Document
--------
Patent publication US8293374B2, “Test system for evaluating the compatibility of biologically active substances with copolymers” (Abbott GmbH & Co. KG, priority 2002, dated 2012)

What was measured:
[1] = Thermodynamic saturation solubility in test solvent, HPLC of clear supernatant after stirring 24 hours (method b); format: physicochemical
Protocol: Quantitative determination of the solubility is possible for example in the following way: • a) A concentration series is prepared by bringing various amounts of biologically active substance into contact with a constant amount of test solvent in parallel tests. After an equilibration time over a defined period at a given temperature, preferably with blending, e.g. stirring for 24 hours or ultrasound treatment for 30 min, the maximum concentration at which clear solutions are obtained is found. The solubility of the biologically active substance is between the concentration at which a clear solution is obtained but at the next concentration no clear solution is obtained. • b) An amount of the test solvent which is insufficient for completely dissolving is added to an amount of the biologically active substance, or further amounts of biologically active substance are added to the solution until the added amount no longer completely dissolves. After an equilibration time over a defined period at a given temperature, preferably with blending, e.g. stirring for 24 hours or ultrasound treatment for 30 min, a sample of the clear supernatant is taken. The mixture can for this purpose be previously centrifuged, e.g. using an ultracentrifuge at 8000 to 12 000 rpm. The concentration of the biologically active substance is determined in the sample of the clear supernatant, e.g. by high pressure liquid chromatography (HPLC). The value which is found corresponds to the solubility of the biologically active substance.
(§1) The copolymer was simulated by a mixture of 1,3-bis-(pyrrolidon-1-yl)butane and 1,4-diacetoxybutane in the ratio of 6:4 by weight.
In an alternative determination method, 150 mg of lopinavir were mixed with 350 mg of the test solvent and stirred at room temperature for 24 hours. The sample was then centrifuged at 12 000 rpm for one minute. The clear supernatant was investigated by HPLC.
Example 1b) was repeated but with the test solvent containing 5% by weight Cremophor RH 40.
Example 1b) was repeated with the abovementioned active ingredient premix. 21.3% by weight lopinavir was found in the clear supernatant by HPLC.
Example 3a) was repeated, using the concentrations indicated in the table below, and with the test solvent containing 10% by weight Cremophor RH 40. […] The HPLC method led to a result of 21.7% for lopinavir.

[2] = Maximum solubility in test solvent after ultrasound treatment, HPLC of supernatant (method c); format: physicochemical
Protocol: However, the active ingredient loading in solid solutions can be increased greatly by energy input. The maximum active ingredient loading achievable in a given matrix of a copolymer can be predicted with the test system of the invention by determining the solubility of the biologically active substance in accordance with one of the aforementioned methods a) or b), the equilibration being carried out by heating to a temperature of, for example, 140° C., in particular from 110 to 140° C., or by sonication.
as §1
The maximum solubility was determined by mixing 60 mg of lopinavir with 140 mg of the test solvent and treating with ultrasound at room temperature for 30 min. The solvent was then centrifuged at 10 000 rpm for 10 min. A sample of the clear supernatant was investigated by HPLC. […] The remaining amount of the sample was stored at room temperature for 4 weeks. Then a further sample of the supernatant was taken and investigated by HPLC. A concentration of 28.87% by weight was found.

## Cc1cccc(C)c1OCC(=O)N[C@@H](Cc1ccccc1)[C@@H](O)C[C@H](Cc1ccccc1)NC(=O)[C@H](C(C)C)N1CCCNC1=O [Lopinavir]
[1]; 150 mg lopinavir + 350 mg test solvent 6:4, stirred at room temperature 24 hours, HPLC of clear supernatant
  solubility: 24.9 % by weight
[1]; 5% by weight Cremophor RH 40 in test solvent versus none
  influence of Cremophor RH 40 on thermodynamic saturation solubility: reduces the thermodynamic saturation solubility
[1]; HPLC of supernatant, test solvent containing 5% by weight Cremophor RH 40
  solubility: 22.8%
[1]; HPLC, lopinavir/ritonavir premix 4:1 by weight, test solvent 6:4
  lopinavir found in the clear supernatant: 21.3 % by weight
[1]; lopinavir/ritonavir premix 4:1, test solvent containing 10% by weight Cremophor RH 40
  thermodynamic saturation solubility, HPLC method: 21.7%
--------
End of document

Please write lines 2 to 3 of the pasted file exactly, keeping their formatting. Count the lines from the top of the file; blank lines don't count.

What was measured:
[1] = Thermodynamic saturation solubility in test solvent, HPLC of clear supernatant after stirring 24 hours (method b); format: physicochemical